20. 20.
    Kusaka A, Hatakeyama S, Hosogoe S et al (2017) Risk-stratified surveillance and cost effectiveness of follow-up after radical cystectomy in patients with muscle-invasive bladder cancer. Oncotarget. Google Scholar
  21. 21.
    Kusaka A, Hatakeyama S, Hosogoe S et al (2017) Detecting asymptomatic recurrence after radical cystectomy contributes to better prognosis in patients with muscle-invasive bladder cancer. Med Oncol 34(5):90. CrossRefPubMedGoogle Scholar
  22. 22.
    Austin PC, Stuart EA (2015) Moving towards best practice when using inverse probability of treatment weighting (IPTW) using the propensity score to estimate causal treatment effects in observational studies. Stat Med 34(28):3661–3679. CrossRefPubMedPubMedCentralGoogle Scholar
  23. 23.
    Walton TJ, Novara G, Matsumoto K et al (2011) Oncological outcomes after laparoscopic and open radical nephroureterectomy: results from an international cohort. BJU Int 108(3):406–412. CrossRefPubMedGoogle Scholar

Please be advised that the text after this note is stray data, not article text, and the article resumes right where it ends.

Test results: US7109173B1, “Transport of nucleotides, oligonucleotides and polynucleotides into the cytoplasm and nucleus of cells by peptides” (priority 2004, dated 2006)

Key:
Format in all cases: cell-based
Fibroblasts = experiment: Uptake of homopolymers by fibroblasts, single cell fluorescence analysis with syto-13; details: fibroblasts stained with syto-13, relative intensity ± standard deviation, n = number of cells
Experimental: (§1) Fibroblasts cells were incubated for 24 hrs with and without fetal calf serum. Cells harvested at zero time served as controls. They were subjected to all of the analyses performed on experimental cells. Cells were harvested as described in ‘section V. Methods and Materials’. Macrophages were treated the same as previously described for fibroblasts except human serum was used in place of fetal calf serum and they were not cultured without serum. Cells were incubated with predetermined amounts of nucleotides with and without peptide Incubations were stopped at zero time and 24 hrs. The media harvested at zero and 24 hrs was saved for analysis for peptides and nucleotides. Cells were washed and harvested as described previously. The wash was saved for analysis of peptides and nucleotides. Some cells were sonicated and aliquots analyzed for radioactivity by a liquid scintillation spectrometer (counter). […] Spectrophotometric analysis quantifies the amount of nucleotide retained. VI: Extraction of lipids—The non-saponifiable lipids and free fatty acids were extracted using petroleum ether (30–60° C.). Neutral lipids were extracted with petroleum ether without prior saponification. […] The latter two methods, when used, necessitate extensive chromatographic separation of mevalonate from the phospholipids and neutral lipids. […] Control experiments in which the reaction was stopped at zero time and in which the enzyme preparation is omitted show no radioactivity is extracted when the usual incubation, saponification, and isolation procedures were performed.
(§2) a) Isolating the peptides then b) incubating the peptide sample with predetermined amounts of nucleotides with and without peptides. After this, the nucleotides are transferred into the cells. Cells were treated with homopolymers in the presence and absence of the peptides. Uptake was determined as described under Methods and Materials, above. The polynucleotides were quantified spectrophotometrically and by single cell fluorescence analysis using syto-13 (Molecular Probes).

24. 24.
    Hosogoe S, Hatakeyama S, Kusaka A et al (2017) Platinum-based Neoadjuvant Chemotherapy Improves Oncological Outcomes in Patients with Locally Advanced Upper Tract Urothelial Carcinoma. Eur Urol Focus. PubMedGoogle Scholar
  25. 25.
    Kubota Y, Hatakeyama S, Tanaka T et al (2017) Oncological outcomes of neoadjuvant chemotherapy in patients with locally advanced upper tract urothelial carcinoma: a multicenter study. Oncotarget. Google Scholar

Copyright information

© Japan Society of Clinical Oncology 2018

Authors and Affiliations

  • Koichi Kido
    • 1
  • Shingo Hatakeyama
    • 1
  • Naoki Fujita
    • 1
  • Hayato Yamamoto
    • 1
  • Yuki Tobisawa
    • 1
  • Tohru Yoneyama
    • 2
  • Takahiro Yoneyama
    • 1
  • Yasuhiro Hashimoto
    • 2
  • Takuya Koie
    • 1
  • Ikuya Iwabuchi
    • 3
  • Masaru Ogasawara
    • 3
  • Toshiaki Kawaguchi
    • 3
  • Chikara Ohyama
    • 1
    • 3
  1. 1.Department of UrologyHirosaki University Graduate School of MedicineHirosakiJapan
  2. 2.Department of Advanced Transplant and Regenerative MedicineHirosaki University Graduate School of MedicineHirosakiJapan
  3. 3.Department of UrologyAomori Prefectural Central HospitalAomoriJapan

Personalised recommendations